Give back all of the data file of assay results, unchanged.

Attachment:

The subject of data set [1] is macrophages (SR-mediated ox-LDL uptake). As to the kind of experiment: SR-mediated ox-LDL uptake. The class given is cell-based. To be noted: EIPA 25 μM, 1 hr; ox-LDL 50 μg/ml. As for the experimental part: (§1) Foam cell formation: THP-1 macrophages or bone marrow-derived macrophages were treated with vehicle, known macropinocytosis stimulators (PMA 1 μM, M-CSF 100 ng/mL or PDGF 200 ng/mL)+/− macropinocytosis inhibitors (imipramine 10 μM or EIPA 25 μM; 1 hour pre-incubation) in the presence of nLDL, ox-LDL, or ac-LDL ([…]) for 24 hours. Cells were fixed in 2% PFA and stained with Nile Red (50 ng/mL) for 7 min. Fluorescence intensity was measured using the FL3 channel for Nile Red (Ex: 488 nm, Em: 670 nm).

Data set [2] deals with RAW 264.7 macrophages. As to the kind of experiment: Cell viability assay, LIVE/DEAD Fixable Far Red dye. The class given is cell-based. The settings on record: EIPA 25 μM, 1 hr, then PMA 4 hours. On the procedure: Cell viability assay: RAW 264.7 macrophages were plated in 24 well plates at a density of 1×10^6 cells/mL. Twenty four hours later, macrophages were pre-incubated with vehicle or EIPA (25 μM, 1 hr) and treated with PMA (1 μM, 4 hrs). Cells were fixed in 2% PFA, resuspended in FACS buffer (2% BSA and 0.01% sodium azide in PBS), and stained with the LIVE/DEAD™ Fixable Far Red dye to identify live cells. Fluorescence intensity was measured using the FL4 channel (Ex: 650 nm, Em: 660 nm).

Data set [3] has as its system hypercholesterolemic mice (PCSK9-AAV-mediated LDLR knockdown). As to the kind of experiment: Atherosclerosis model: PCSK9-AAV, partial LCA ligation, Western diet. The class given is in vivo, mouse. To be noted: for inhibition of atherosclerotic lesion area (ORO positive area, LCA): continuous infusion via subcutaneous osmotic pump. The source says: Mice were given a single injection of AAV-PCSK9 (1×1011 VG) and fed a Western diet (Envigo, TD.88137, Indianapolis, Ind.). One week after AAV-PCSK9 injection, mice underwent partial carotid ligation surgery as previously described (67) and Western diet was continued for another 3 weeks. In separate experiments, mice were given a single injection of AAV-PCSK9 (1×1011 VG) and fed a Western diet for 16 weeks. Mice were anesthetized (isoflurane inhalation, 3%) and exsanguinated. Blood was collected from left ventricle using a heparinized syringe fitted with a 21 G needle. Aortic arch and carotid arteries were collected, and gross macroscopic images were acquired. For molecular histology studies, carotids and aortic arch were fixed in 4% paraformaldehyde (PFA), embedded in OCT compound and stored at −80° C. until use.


The subject of data set [1] is macrophages (SR-mediated ox-LDL uptake). As to the kind of experiment: SR-mediated ox-LDL uptake. The class given is cell-based. To be noted: EIPA 25 μM, 1 hr; ox-LDL 50 μg/ml. As for the experimental part: (§1) Foam cell formation: THP-1 macrophages or bone marrow-derived macrophages were treated with vehicle, known macropinocytosis stimulators (PMA 1 μM, M-CSF 100 ng/mL or PDGF 200 ng/mL)+/− macropinocytosis inhibitors (imipramine 10 μM or EIPA 25 μM; 1 hour pre-incubation) in the presence of nLDL, ox-LDL, or ac-LDL ([…]) for 24 hours. Cells were fixed in 2% PFA and stained with Nile Red (50 ng/mL) for 7 min. Fluorescence intensity was measured using the FL3 channel for Nile Red (Ex: 488 nm, Em: 670 nm).

Data set [2] deals with RAW 264.7 macrophages. As to the kind of experiment: Cell viability assay, LIVE/DEAD Fixable Far Red dye. The class given is cell-based. The settings on record: EIPA 25 μM, 1 hr, then PMA 4 hours. On the procedure: Cell viability assay: RAW 264.7 macrophages were plated in 24 well plates at a density of 1×10^6 cells/mL. Twenty four hours later, macrophages were pre-incubated with vehicle or EIPA (25 μM, 1 hr) and treated with PMA (1 μM, 4 hrs). Cells were fixed in 2% PFA, resuspended in FACS buffer (2% BSA and 0.01% sodium azide in PBS), and stained with the LIVE/DEAD™ Fixable Far Red dye to identify live cells. Fluorescence intensity was measured using the FL4 channel (Ex: 650 nm, Em: 660 nm).

Data set [3] has as its system hypercholesterolemic mice (PCSK9-AAV-mediated LDLR knockdown). As to the kind of experiment: Atherosclerosis model: PCSK9-AAV, partial LCA ligation, Western diet. The class given is in vivo, mouse. To be noted: for inhibition of atherosclerotic lesion area (ORO positive area, LCA): continuous infusion via subcutaneous osmotic pump. The source says: Mice were given a single injection of AAV-PCSK9 (1×1011 VG) and fed a Western diet (Envigo, TD.88137, Indianapolis, Ind.). One week after AAV-PCSK9 injection, mice underwent partial carotid ligation surgery as previously described (67) and Western diet was continued for another 3 weeks. In separate experiments, mice were given a single injection of AAV-PCSK9 (1×1011 VG) and fed a Western diet for 16 weeks. Mice were anesthetized (isoflurane inhalation, 3%) and exsanguinated. Blood was collected from left ventricle using a heparinized syringe fitted with a 21 G needle. Aortic arch and carotid arteries were collected, and gross macroscopic images were acquired. For molecular histology studies, carotids and aortic arch were fixed in 4% paraformaldehyde (PFA), embedded in OCT compound and stored at −80° C. until use.